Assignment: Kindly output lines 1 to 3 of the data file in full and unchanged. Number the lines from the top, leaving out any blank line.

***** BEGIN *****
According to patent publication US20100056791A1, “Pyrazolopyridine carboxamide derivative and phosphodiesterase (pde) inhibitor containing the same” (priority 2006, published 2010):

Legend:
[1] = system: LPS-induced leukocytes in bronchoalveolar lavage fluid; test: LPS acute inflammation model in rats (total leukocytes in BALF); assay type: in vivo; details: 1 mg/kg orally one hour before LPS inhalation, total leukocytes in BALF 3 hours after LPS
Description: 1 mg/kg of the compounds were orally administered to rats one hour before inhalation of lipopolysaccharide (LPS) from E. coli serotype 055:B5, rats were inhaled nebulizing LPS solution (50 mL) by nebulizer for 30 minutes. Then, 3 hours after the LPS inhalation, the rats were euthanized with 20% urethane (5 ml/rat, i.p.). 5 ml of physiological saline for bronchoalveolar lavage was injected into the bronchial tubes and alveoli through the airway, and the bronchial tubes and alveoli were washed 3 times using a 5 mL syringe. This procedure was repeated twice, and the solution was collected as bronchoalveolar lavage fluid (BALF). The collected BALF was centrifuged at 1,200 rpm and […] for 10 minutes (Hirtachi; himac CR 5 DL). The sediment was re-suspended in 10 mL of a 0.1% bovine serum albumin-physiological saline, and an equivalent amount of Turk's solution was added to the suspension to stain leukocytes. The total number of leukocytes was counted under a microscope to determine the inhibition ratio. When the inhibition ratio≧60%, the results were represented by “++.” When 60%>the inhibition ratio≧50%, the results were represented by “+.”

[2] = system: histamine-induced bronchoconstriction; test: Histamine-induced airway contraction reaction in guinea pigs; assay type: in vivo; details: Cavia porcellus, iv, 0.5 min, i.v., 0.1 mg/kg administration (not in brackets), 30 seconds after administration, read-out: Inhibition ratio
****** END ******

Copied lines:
According to patent publication US20100056791A1, “Pyrazolopyridine carboxamide derivative and phosphodiesterase (pde) inhibitor containing the same” (priority 2006, published 2010):

Legend:
[1] = system: LPS-induced leukocytes in bronchoalveolar lavage fluid; test: LPS acute inflammation model in rats (total leukocytes in BALF); assay type: in vivo; details: 1 mg/kg orally one hour before LPS inhalation, total leukocytes in BALF 3 hours after LPS